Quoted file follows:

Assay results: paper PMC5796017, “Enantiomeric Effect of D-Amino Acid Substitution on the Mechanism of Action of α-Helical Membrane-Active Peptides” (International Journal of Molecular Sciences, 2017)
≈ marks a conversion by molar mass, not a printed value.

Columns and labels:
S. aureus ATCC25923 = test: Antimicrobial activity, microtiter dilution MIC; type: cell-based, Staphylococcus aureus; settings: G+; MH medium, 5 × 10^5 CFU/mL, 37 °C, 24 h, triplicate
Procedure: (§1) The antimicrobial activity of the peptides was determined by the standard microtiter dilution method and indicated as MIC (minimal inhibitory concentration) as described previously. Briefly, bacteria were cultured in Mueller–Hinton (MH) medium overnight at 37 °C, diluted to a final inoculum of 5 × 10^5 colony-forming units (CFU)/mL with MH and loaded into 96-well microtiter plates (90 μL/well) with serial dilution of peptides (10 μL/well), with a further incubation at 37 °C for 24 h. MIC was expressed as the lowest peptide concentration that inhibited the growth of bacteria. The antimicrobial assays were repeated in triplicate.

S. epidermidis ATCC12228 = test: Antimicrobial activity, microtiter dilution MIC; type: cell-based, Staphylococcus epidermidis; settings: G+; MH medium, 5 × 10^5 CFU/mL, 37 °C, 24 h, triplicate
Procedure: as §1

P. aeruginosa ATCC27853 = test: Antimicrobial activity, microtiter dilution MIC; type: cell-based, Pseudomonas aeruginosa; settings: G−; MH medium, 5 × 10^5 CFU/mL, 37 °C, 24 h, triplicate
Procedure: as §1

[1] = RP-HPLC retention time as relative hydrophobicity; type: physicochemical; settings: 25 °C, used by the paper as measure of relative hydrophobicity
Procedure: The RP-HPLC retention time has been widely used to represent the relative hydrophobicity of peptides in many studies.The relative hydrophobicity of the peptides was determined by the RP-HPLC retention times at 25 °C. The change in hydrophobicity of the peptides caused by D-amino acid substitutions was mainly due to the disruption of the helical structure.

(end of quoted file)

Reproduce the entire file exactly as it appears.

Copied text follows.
Assay results: paper PMC5796017, “Enantiomeric Effect of D-Amino Acid Substitution on the Mechanism of Action of α-Helical Membrane-Active Peptides” (International Journal of Molecular Sciences, 2017)
≈ marks a conversion by molar mass, not a printed value.

Columns and labels:
S. aureus ATCC25923 = test: Antimicrobial activity, microtiter dilution MIC; type: cell-based, Staphylococcus aureus; settings: G+; MH medium, 5 × 10^5 CFU/mL, 37 °C, 24 h, triplicate
Procedure: (§1) The antimicrobial activity of the peptides was determined by the standard microtiter dilution method and indicated as MIC (minimal inhibitory concentration) as described previously. Briefly, bacteria were cultured in Mueller–Hinton (MH) medium overnight at 37 °C, diluted to a final inoculum of 5 × 10^5 colony-forming units (CFU)/mL with MH and loaded into 96-well microtiter plates (90 μL/well) with serial dilution of peptides (10 μL/well), with a further incubation at 37 °C for 24 h. MIC was expressed as the lowest peptide concentration that inhibited the growth of bacteria. The antimicrobial assays were repeated in triplicate.

S. epidermidis ATCC12228 = test: Antimicrobial activity, microtiter dilution MIC; type: cell-based, Staphylococcus epidermidis; settings: G+; MH medium, 5 × 10^5 CFU/mL, 37 °C, 24 h, triplicate
Procedure: as §1

P. aeruginosa ATCC27853 = test: Antimicrobial activity, microtiter dilution MIC; type: cell-based, Pseudomonas aeruginosa; settings: G−; MH medium, 5 × 10^5 CFU/mL, 37 °C, 24 h, triplicate
Procedure: as §1

[1] = RP-HPLC retention time as relative hydrophobicity; type: physicochemical; settings: 25 °C, used by the paper as measure of relative hydrophobicity
Procedure: The RP-HPLC retention time has been widely used to represent the relative hydrophobicity of peptides in many studies.The relative hydrophobicity of the peptides was determined by the RP-HPLC retention times at 25 °C. The change in hydrophobicity of the peptides caused by D-amino acid substitutions was mainly due to the disruption of the helical structure.